Spine Lumbar

I'm having trouble finding someone who will take my back pain seriously and help me. The doctor says to exercise and it will get better. Well, I've tried exercise and the pain always comes back. Is it just me? Or do other people have this experience, too?

A recent study was done investigating patient satisfaction with health care for chronic low back pain. They found that the majority of patients were satisfied with their care. The number of visits didn't seem to affect satisfaction. Those who weren't happy didn't attribute their dissatisfaction with their health care provider. They might not have felt they got an adequate explanation of their problem, so decided to seek other opinions.

I seem to be able to manage my chronic low back pain with Oxycontin. The pain is tolerable and I'm able to put in my three shifts a week at work. My doctor says I'm not improving and would like to see me get off the drugs. Isn't not getting worse an acceptable result? I'm happy with it, but I can't seem to get that across to the doc. What do you suggest?

More and more, patient satisfaction is becoming an acceptable outcome measure of treatment. However, when potentially addictive medications such as narcotics (e.g., Oxycontin) are involved, the physician recognizes that there are other factors to consider.

After six years of suffering with low back pain with no known cause, my doctor tells me I'm just going to have to learn to live with the pain. That's just not acceptable to me. Are there any other options for people like me?

No one doubts that patients with chronic low back pain have pain and even an underlying cause for that pain. But what to do about it can be a baffling challenge. Scientists, researchers, doctors, and physical therapists have not been able to find one individual treatment that's most effective for chronic back pain sufferers.

I have about six weeks to devote to exercise before starting a work-training program for people with low back pain who want to get back on the job. Should I go for Pilates or yoga? I keep hearing my friends say, "Oh you should go to Pilates" or "Oh you have got to try yoga". I can't do both. Which one works best?

There aren't very many studies directly comparing these two forms of exercise. But there are literally hundreds of studies supporting the use of ANY physical activity or exercise for your better health. Even 10 minutes of exercise twice a day has been shown to help.

My counselor has suggested I try yoga to help with my back pain and my depression. I don't really know where or how to get started. I know there are different kinds of yoga. Which one works best for these two problems?

Yoga is a meditative practice based on the Hindu philosophy centered on training the mental, verbal, and physical aspects of life. The discipline started in India around Hinduism, Buddhism, and Jainism. But it has spread to the western world where it is more likely to be practiced as a form of physical exercise without the philosophic or religious focus.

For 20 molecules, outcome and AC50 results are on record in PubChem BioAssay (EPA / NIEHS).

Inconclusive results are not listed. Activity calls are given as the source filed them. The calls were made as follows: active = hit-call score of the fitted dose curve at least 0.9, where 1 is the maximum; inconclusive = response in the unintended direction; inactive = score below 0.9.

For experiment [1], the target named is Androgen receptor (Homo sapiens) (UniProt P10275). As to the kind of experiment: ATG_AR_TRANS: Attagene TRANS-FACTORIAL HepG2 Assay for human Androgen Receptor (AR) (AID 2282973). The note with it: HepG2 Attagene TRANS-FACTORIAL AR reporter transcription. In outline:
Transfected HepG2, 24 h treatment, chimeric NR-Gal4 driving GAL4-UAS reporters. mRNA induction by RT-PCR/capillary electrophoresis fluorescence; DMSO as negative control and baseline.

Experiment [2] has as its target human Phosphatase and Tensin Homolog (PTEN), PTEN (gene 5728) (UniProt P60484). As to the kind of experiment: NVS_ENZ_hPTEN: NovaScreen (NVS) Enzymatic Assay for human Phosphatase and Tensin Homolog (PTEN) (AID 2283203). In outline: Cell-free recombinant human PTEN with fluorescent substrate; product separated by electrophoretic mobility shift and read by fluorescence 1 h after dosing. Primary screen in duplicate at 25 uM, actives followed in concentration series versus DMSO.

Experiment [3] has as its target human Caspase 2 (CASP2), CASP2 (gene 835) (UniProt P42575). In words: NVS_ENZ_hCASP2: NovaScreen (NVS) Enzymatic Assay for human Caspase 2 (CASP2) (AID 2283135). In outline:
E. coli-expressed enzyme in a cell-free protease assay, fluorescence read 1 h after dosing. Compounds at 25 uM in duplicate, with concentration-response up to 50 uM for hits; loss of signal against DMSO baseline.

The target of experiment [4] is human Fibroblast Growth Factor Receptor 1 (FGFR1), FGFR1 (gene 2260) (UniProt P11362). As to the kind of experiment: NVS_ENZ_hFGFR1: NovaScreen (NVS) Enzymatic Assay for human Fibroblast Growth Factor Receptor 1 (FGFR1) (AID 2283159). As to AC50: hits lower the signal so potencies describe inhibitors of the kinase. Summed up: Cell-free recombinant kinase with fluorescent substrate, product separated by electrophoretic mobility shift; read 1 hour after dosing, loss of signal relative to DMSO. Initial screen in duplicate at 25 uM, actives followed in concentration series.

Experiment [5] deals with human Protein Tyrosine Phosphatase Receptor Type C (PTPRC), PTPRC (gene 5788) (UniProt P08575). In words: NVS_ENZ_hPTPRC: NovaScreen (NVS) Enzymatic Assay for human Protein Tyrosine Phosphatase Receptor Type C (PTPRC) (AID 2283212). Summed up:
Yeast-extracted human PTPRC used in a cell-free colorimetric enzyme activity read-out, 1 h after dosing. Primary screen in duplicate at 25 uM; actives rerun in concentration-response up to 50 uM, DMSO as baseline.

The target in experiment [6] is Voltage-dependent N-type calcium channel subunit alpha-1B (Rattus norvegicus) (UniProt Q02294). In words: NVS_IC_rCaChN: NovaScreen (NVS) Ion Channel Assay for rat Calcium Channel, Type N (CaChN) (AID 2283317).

I've been all over the United States looking for someone who can tell me what's wrong with my back. I've had tests and tests and tests with no positive findings. No matter what I try, it doesn't seem to give me lasting pain relief. Please tell me where I can go to get the help I need.

As with many cases of nonspecific low back pain, even when there's a known cause (car accident), tests are negative and no known anatomical reason exists for the pain that continues past the time of healing. Many patients like you who find themselves in this situation expect a medical doctor somewhere to figure out what is wrong and fix it. They have become weak and deconditioned. Their quality of life has plummeted. They feel they have nowhere else to go.

You Have to Learn to Live with the Pain

You have to learn to live with the pain. Have you ever heard these words?

Chronic Back Pain Got You Down? Try Yoga!

Imagine lying on a soft mat completely relaxed and pain free. This is how most yoga classes end. Sometimes the class begins and ends this way. The pose is called Savasana or corpse pose. Chronic back pain sufferers often think, "Oh, yoga, I can't do that -- I have too much back pain.

Factors Affecting Patient Satisfaction with Health Care for Chronic Low Back Pain

Katharine Hepburn once said, I don't know what happiness is. When I get a box of chocolate turtles, I'm happy. When my box of chocolate turtles is gone, I'm unhappy. Happiness or satisfaction isn't always so easy when you suffer from chronic low back pain. In this study, researchers conducted a telephone survey of 624 people with chronic low back pain to find out what makes them unhappy with their health care.

I am now the proud "owner" of an artificial disc. It's in my low back around L4. I've been told not to jump (or fall) from tall buildings or use a jackhammer 24/7. All joking aside, I understand the reason for caution. But just how durable are these devices? Could it really break if I fell on my back, for example or stepped in a hole unexpectedly and went down?

Artificial disc replacements are gaining in popularity as studies show how well they are working. They are still used primarily for patients with degenerative disc disease, but the number and types of patients with this diagnosis who have benefited continues to expand. For example, younger patients (less than 65 years old) and younger adults with early disc degeneration from trauma or work-related repetitive motions are now getting artificial implants of this type.

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